snow @ London shoppers
© Jeremy SelwynChilly: Christmas shoppers in Central London were caught in snow flurries today
  • Millions begin the big Christmas and New Year getaway early as the AA urged motorists to beware of the 'worst driving conditions imaginable'
  • Quarter of train services disrupted, travel warning in Kent
  • Experts warn of a backlog of up to 4 million of parcels which could remain undelivered this Christmas
  • The NHS issues an urgent appeal for blood donors as concerns grow over shortages
  • Councils reveal plans to share grit amid fears the cold snap could last until January 14
  • Odds shortened even further on a 'White Christmas' in some parts of the country next Saturday
Swathes of Britain skidded to a halt today as the big freeze returned - grounding flights, closing rail links and leaving traffic at a standstill.

And tonight the nation was braced for another 10in of snow and yet more sub-zero temperatures - with no let-up in the bitterly cold weather for at least a month, forecasters have warned.

The Arctic conditions are set to last through the Christmas and New Year bank holidays and beyond and as temperatures plummeted to -10c (14f) the Met Office said this December was 'almost certain' to become the coldest since records began in 1910.

The latest snowfall carpeted large swathes of Britain today - with up to 5in falling in places - paralysing roads and rail, and forcing airports and schools to close.

Forecasters warned the worst was still to come over the next 24 hours as the heaviest December snowfall for 30 years tightened its grip on the nation once more.

The South is expected to be worst hit with up to 10in falling during the course of tomorrow. By the start of next week temperatures are set to fall to as low as -15c (5f).

snow @ Torquay beach
© Kate WestawayFrozen: A dog and his walker enjoy the snow on Torquay beach today. The average temperature for December so far is -0.7c, making it on course to be the coldest since records began in 1910
Met Office forecaster Barry Gromett said the average mean temperature for the first two weeks of this month was -0.7c.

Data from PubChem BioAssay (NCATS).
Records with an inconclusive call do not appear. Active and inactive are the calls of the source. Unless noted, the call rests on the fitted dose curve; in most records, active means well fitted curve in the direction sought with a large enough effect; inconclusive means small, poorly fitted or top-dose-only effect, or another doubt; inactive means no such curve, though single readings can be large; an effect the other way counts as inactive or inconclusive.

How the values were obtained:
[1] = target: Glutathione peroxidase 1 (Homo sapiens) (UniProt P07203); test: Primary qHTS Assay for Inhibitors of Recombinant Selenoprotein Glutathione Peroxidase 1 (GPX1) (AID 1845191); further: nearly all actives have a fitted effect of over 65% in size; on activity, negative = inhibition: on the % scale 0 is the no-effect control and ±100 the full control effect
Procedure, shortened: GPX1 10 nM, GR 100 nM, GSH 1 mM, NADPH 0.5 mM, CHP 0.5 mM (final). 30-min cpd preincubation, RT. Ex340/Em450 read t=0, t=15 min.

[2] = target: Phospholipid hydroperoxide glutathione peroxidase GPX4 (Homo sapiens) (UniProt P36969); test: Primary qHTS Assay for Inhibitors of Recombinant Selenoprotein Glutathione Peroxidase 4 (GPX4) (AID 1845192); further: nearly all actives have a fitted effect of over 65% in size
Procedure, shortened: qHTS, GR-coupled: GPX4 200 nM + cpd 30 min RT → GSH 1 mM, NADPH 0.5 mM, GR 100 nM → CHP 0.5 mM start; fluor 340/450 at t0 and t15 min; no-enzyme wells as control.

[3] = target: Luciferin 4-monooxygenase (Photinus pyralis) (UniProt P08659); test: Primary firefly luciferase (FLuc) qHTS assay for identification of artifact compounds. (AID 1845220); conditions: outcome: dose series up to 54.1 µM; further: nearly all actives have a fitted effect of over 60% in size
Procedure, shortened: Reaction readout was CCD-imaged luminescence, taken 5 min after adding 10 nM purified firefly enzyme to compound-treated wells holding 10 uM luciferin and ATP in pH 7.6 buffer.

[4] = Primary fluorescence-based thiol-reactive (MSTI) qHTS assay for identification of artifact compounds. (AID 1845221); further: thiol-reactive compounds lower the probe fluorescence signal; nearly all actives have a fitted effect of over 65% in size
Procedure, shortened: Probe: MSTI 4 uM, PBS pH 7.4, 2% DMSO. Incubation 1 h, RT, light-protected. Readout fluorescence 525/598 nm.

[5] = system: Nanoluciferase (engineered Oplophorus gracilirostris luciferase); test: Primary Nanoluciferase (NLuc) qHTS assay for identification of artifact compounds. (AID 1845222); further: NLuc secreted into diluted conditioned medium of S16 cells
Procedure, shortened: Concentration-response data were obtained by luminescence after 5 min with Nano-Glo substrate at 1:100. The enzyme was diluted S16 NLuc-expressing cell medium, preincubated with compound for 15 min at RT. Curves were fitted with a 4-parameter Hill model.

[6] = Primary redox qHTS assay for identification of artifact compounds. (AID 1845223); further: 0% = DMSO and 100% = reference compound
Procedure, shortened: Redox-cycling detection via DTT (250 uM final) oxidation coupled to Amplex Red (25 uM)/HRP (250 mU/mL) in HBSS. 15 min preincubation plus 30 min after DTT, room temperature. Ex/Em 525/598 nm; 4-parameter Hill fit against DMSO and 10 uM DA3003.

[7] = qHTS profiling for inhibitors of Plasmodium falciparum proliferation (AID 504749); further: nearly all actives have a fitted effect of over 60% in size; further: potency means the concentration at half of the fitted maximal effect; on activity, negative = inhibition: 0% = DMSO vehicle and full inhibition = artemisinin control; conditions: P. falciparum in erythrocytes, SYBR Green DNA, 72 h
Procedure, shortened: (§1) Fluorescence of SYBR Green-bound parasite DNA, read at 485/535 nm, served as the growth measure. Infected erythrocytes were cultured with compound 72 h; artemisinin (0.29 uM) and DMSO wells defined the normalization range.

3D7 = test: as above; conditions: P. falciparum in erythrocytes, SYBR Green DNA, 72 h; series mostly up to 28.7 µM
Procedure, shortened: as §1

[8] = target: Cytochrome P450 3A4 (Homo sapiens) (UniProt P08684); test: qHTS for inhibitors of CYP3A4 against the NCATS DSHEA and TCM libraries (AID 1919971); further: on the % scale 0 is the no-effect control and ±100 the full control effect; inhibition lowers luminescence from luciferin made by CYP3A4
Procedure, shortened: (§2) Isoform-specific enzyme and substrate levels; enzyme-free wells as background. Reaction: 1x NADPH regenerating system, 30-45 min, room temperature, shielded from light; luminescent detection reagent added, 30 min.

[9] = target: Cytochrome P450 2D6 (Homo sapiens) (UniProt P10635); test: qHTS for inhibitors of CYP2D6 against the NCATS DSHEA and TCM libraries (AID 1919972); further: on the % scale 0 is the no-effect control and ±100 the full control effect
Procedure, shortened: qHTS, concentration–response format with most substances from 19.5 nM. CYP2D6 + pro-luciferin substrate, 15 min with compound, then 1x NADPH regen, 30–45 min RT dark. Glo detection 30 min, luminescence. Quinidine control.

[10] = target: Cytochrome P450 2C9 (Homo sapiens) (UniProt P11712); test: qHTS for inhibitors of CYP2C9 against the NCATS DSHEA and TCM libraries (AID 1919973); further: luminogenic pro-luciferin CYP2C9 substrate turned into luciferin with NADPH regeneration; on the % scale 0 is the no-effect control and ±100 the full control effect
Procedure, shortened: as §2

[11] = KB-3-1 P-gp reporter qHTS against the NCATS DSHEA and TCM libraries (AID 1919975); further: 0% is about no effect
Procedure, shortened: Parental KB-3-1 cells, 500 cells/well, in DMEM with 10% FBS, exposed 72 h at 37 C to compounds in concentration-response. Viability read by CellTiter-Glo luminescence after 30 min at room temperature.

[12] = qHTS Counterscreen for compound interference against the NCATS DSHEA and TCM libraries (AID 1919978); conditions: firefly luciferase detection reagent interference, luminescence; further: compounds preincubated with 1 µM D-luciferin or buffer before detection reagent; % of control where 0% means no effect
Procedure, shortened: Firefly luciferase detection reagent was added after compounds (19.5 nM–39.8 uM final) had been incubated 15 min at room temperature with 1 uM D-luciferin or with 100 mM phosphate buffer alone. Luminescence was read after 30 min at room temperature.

The coldest ever average for this time of year - recorded in December 1981 - was 0.2c.

He said: 'A significant amount of snow will fall over the next 24 hours, particularly across southern England.

'Further snow showers are likely to hit Wales and the west before moving eastwards on Sunday.

'It is going to remain very cold right through to the middle of next week with widespread overnight frosts and ice.

'Temperatures are likely to drop into the minus teens in places, with towns and cities as cold as -8c (18f).

'It's going to stay like this throughout Christmas and New Year, but by the middle of next month things will slowly return to normal and we could perhaps see the beginning of the end.

'Nevertheless, this December is almost certainly going to become the coldest since records began in 1910.

'It's already a lot colder than the previous record which was set in 1981.'

The Met Office tonight issued heavy snow warnings for northern Scotland, Northern Ireland, Wales and south-west England.

The arrival of yet more snow and ice increased fears that the four million Christmas parcels yet to be delivered would almost certainly grow in number over the coming days.

Simon Veale, director of parcel and carrier management firm Global Freight Solutions, said dealing with the backlog - up to three days in places - was like 'bailing water out of a sinking ship'.

'This year, in Scotland and the North East, it is likely Father Christmas won't be coming,' he added.

'There are likely to be more than four million new parcels in the system every day this week on top of several million more which still had to be cleared from the recent extreme weather.

'If there are additional falls of snow, as the weather forecasts are suggesting, the unhappy situation will be compounded further still.'

The Royal Mail said it was planning to deliver 7,000 rounds on Sunday to around one million addresses.

'This is already the worst December weather the UK has seen for almost 30 years,' said managing director Mark Higson.

'Like other essential services, we have faced major difficulties with items moving in and out of areas most impacted by snow and ice, particularly Scotland and north-east England.

'We will continue to do everything in our power to deliver as quickly as possible.'

Transport Chaos

Belfast International, Belfast City, Inverness, Aberdeen, Norwich, Isle of Man and Exeter airports were all closed today.

Newcastle, Birmingham and Luton airports were experiencing disruption. London City was closed earlier but reopened.

Possibility of disruption at Gatwick and Heathrow over the weekend. Budget airline easyJet has cancelled all its flights in and out of Gatwick airport between 6am and 10am tomorrow.

Delays on the M1 in Bedfordshire, the A12 in Suffolk, the A5 in Buckinghamshire, the A595 in Cumbria and the A303 in Somerset.

A series of accidents meant tailbacks on the A14 in Cambridgeshire, the M40 in Buckinghamshire, the A20 in Kent and the A12 in Suffolk.

A 50-mile stretch of the A9 in Scotland was blocked by snow and many roads north of the border were in a poor condition.

All rail routes through York were disrupted today, with Northern Rail having to replace trains with buses between Cattal and York.

Problems at Romford in east London led to morning rush-hour delays to National Express East Anglia train services into London's Liverpool Street station.

Southeastern will be running a contingency timetable tomorrow following difficulties in the Ramsgate and Ashford areas in Kent, while overhead wire problems are causing delays on the c2c London to Tilbury and Southend line.

In Wales, no services were running today between Newport and Hereford and bad road conditions meant that replacement buses could not operate. There was also no service between Holyhead and Bangor.